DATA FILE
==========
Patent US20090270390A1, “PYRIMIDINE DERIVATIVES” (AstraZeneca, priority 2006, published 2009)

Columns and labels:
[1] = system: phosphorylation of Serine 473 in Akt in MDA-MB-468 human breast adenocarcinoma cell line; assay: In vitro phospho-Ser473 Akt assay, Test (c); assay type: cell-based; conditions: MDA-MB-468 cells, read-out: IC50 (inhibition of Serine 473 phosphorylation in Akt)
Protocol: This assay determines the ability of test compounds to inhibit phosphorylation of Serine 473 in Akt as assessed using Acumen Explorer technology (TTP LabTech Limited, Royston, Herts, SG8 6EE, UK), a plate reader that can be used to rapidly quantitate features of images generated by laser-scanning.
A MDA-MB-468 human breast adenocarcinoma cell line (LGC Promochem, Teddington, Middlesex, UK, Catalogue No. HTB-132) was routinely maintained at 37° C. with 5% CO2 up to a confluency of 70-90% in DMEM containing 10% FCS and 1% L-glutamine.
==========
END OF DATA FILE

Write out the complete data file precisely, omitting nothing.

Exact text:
Patent US20090270390A1, “PYRIMIDINE DERIVATIVES” (AstraZeneca, priority 2006, published 2009)

Columns and labels:
[1] = system: phosphorylation of Serine 473 in Akt in MDA-MB-468 human breast adenocarcinoma cell line; assay: In vitro phospho-Ser473 Akt assay, Test (c); assay type: cell-based; conditions: MDA-MB-468 cells, read-out: IC50 (inhibition of Serine 473 phosphorylation in Akt)
Protocol: This assay determines the ability of test compounds to inhibit phosphorylation of Serine 473 in Akt as assessed using Acumen Explorer technology (TTP LabTech Limited, Royston, Herts, SG8 6EE, UK), a plate reader that can be used to rapidly quantitate features of images generated by laser-scanning.
A MDA-MB-468 human breast adenocarcinoma cell line (LGC Promochem, Teddington, Middlesex, UK, Catalogue No. HTB-132) was routinely maintained at 37° C. with 5% CO2 up to a confluency of 70-90% in DMEM containing 10% FCS and 1% L-glutamine.